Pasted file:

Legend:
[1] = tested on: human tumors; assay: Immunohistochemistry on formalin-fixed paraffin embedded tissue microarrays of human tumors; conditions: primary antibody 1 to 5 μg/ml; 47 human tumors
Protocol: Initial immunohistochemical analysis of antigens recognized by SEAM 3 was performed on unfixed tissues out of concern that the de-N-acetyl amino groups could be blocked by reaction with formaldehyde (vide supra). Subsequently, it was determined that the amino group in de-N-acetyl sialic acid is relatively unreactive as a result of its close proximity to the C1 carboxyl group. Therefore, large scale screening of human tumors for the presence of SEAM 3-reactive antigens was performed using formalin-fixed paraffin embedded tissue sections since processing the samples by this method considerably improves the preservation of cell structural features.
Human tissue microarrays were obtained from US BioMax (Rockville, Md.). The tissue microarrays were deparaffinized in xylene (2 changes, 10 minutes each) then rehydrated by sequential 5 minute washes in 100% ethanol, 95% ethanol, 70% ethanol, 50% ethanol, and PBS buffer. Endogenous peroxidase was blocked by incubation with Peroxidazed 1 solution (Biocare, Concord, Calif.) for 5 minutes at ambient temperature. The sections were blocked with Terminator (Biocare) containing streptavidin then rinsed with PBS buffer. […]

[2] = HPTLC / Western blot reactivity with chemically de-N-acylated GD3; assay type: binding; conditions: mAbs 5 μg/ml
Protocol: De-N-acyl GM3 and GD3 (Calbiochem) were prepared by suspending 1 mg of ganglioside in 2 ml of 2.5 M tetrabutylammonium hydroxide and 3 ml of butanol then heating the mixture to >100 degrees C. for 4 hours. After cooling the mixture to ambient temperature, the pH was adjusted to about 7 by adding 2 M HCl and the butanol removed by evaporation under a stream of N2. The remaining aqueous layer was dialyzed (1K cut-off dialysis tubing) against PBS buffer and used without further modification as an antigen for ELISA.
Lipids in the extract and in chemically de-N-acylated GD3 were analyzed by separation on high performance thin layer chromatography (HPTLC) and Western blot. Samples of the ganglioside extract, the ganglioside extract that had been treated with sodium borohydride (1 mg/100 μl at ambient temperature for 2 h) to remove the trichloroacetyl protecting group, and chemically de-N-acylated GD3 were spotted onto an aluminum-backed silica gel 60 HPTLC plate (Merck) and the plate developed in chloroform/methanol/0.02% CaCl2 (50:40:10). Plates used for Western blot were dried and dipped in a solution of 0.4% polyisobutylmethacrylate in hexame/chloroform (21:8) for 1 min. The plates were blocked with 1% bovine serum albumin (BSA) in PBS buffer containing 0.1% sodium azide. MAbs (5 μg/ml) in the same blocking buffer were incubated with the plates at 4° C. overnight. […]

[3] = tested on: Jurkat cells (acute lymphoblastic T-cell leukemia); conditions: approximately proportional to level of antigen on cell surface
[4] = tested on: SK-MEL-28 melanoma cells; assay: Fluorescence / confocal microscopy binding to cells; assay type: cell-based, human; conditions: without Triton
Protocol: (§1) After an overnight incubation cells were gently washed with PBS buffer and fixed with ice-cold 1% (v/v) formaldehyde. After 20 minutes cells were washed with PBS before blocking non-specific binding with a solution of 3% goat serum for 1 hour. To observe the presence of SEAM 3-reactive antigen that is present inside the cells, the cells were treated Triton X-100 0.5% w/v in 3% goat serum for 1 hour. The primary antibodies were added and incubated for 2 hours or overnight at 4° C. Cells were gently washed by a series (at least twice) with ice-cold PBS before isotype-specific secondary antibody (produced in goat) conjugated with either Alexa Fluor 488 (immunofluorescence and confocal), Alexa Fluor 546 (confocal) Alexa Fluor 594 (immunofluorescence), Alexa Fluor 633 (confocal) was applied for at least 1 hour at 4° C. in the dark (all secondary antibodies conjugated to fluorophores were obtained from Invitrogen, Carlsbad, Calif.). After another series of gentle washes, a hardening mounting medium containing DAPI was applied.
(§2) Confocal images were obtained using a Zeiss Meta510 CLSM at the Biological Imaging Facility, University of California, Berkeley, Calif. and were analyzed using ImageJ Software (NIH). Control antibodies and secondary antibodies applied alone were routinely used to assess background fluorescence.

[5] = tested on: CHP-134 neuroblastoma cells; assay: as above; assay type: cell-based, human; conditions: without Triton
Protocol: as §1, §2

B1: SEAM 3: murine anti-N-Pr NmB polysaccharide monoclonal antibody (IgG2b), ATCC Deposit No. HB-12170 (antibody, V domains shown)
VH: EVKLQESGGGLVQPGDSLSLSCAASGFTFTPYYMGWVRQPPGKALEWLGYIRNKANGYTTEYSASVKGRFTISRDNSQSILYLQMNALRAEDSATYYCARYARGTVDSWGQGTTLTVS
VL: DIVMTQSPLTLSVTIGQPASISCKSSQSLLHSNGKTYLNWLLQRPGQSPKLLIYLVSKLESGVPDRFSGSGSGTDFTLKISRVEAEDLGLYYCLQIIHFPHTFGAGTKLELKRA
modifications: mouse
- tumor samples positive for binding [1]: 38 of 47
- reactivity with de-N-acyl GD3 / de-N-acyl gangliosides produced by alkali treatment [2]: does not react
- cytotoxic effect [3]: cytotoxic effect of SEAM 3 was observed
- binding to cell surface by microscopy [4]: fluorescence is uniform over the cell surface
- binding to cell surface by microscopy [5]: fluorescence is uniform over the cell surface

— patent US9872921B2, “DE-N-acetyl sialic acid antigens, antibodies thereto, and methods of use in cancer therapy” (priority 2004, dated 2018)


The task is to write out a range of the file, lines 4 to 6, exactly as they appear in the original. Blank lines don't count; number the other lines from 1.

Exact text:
Human tissue microarrays were obtained from US BioMax (Rockville, Md.). The tissue microarrays were deparaffinized in xylene (2 changes, 10 minutes each) then rehydrated by sequential 5 minute washes in 100% ethanol, 95% ethanol, 70% ethanol, 50% ethanol, and PBS buffer. Endogenous peroxidase was blocked by incubation with Peroxidazed 1 solution (Biocare, Concord, Calif.) for 5 minutes at ambient temperature. The sections were blocked with Terminator (Biocare) containing streptavidin then rinsed with PBS buffer. […]

[2] = HPTLC / Western blot reactivity with chemically de-N-acylated GD3; assay type: binding; conditions: mAbs 5 μg/ml
Protocol: De-N-acyl GM3 and GD3 (Calbiochem) were prepared by suspending 1 mg of ganglioside in 2 ml of 2.5 M tetrabutylammonium hydroxide and 3 ml of butanol then heating the mixture to >100 degrees C. for 4 hours. After cooling the mixture to ambient temperature, the pH was adjusted to about 7 by adding 2 M HCl and the butanol removed by evaporation under a stream of N2. The remaining aqueous layer was dialyzed (1K cut-off dialysis tubing) against PBS buffer and used without further modification as an antigen for ELISA.